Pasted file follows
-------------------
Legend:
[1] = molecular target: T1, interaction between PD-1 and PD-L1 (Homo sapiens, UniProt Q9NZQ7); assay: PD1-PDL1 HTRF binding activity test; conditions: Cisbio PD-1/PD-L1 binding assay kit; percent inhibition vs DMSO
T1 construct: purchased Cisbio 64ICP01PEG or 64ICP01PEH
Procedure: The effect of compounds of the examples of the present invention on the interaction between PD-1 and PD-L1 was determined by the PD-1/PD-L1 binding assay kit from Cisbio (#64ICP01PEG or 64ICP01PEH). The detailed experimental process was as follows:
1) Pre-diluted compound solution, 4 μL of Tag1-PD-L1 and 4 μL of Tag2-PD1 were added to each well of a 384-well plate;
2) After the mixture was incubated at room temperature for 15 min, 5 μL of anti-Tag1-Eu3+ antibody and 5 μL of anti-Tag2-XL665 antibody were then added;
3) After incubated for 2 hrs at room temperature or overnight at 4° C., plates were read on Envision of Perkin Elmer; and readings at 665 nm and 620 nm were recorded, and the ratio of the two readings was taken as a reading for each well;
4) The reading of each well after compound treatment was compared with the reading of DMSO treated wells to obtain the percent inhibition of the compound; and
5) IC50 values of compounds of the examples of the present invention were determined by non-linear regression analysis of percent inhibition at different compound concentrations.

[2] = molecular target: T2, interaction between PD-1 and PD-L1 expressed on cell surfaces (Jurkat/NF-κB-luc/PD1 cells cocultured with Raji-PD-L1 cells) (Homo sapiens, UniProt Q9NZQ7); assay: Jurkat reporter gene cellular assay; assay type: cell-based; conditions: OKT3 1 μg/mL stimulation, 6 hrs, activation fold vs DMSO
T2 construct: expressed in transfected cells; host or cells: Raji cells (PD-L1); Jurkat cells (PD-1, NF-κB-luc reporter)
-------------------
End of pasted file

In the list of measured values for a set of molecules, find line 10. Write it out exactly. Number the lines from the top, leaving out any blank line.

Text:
[2] = molecular target: T2, interaction between PD-1 and PD-L1 expressed on cell surfaces (Jurkat/NF-κB-luc/PD1 cells cocultured with Raji-PD-L1 cells) (Homo sapiens, UniProt Q9NZQ7); assay: Jurkat reporter gene cellular assay; assay type: cell-based; conditions: OKT3 1 μg/mL stimulation, 6 hrs, activation fold vs DMSO